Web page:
Exposure to traffic noise increases your risk of having a heart attack, according to research published in the journal Deutsches Ärzteblatt International.
The research, which forms part of the Noise-Related Annoyance, Cognition, and Health study, aimed specifically to investigate the health consequences of noise pollution caused by traffic.
The researchers analysed data gathered by statutory health insurers on over a million Germans over the age of 40.
The addresses of participants were mapped and precisely matched to road, rail, and traffic noise exposure measurements made in 2005.
They found a ‘statistically significant’ association between noise exposure and death caused by heart attacks. They also found that the slight increase in risk is most pronounced in proximity to road and rail traffic. It is believed that this is because air traffic noise only briefly rises above 65 decibels.
The study’s authors believe that the number of people affected by noise pollution warrants ‘intensive’ public health efforts to reduce traffic noise.
The researchers compared the exposure to traffic noise of 19,632 patients who had suffered a heart attack with 834,734 people who had not suffered a heart attack. They found that people exposed to noise levels of 60 to 65 decibels had a nine per cent increase in risk, and those exposed to more than 70 decibels a 13 per cent increase.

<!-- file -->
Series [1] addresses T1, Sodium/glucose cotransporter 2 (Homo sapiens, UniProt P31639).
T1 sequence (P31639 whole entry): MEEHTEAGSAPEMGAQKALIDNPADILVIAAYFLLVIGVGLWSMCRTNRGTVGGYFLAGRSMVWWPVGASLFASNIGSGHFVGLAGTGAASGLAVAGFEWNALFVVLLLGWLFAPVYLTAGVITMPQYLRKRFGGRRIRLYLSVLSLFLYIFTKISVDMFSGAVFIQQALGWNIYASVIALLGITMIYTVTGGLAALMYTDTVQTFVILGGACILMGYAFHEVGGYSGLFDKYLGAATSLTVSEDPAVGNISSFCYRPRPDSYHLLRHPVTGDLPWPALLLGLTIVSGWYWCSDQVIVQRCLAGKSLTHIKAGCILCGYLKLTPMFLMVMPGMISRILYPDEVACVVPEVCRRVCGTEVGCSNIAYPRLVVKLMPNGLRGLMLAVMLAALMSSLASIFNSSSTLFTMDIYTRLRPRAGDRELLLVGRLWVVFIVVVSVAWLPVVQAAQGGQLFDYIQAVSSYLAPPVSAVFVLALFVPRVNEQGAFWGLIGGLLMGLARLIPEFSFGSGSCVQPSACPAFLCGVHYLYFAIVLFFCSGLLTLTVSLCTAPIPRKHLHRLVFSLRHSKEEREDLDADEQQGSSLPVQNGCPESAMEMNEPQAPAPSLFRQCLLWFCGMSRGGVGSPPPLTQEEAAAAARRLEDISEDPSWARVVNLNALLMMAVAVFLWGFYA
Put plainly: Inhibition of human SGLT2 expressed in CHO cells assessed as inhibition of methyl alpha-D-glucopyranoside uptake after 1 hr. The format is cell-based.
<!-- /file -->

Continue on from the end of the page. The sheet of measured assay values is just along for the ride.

Though these increases are significant in the statistical sense, it is doubtful whether they are significant in any other. No matter how many times it may have been pointed out that correlation is not causation, the authors conclude: ‘A large proportion of the population is exposed to levels of traffic noise that our case–control study indicates to be associated with increased – if only slightly increased – risks of [myocardial infarction]. For this reason, effective control of traffic noise is a matter of great importance.’